Foreign Trade Zone Overview
The U.S. Foreign Trade Zone Program is one of the nation’s earliest attempts to stimulate economic development and facilitate global trade and commerce. The U.S. Congress passed the Foreign Trade Zone Act in 1934. The Foreign Trade Zone program has enhanced global competitiveness for U.S.-based companies, particularly for firms engaged in manufacturing or production.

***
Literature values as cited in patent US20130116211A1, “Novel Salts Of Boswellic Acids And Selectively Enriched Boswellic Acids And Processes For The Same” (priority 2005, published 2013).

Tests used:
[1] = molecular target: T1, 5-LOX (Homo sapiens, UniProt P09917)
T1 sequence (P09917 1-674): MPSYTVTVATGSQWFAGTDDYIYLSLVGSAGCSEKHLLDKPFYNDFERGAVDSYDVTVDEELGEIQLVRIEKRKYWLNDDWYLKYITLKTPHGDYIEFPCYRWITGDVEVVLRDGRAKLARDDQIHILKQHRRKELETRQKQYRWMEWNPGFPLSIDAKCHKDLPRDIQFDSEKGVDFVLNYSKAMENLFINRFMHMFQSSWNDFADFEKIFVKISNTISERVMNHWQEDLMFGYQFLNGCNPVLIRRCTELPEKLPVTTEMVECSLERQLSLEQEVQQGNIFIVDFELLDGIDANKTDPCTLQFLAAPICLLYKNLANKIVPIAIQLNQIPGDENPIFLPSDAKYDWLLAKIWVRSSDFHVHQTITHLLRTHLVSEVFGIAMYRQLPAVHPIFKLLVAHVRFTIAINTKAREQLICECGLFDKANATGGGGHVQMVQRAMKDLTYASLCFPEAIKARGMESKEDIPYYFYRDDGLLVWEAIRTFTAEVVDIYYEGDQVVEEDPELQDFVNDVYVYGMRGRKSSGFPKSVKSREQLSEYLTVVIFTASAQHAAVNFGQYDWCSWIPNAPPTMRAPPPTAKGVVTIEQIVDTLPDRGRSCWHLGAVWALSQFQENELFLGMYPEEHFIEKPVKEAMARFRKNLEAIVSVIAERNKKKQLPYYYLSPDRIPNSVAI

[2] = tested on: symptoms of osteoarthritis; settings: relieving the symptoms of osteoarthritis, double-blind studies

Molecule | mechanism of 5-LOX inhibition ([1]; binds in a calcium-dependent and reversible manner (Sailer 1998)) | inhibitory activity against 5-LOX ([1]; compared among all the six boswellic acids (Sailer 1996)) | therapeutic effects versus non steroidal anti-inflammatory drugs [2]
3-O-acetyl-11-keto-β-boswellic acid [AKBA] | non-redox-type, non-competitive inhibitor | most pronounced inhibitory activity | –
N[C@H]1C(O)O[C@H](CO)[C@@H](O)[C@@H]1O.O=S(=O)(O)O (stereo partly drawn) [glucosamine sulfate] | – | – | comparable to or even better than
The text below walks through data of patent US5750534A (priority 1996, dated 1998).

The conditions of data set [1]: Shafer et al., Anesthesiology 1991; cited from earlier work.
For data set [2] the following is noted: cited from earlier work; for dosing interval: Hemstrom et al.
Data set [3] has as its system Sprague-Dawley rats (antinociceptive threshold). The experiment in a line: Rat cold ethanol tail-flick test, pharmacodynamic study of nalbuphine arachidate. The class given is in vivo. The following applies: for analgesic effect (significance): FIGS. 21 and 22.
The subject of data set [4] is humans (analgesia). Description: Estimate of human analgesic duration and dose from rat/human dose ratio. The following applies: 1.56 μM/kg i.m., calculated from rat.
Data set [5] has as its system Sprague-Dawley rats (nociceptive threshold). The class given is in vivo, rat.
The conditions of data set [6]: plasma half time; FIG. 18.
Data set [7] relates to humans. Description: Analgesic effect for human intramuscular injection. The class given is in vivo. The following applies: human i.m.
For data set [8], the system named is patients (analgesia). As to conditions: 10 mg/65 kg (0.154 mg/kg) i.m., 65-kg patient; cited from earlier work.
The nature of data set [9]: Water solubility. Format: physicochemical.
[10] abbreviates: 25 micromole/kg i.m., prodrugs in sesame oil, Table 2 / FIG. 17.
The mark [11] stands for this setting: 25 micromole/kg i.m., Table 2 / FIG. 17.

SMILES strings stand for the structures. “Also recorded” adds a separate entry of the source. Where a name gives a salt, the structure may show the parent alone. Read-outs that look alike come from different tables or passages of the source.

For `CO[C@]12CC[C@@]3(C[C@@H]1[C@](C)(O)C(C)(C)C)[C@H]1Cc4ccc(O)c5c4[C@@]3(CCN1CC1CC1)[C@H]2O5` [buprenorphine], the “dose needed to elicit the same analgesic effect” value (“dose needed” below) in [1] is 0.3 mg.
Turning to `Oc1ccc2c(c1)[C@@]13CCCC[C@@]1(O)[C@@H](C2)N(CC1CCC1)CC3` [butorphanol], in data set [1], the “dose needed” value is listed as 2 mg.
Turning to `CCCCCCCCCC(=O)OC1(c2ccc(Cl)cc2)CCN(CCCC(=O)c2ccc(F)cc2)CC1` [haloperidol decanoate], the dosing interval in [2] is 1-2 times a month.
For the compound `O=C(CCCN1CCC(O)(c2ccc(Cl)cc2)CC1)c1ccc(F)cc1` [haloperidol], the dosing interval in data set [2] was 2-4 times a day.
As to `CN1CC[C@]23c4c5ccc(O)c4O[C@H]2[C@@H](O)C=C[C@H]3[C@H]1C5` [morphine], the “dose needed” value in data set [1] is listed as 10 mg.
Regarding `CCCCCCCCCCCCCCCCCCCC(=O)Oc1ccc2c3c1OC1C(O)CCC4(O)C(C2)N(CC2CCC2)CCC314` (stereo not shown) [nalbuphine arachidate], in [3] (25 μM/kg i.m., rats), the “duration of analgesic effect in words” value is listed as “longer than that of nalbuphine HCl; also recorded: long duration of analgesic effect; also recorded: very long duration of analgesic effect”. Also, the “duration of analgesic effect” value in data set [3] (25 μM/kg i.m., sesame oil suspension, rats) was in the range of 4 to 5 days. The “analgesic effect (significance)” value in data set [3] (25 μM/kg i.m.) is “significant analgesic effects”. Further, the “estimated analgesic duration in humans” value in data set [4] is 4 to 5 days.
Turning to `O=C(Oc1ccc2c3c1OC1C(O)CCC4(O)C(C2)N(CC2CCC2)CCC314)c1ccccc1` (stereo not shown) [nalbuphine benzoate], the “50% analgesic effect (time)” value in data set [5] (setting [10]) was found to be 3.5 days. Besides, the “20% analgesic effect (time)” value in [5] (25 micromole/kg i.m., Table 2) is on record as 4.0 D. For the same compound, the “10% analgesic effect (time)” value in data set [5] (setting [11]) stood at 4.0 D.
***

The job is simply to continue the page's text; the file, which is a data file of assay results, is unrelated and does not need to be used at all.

The Port of Corpus Christi, grantee of FTZ #122, received the Foreign Trade Zone grant of authority from the federal government in 1985 and became the first continental zone to have an oil refinery subzone. The Foreign Trade Zones Board initiated an optional management process call Alternative Site Framework (ASF). On July 16, 2013, Port Corpus Christi was approved to utilize the ASF benefits. Under ASF, companies located within the approved service area can now quickly and inexpensively be designated with FTZ status. FTZ #122 is one of the largest zones, encompassing almost 25,000 acres with three active general purpose areas and 14 active subzones. A general purpose zone is and is usually used for warehouse and distribution, whereas a subzone is approved for use by one company for a specific activity.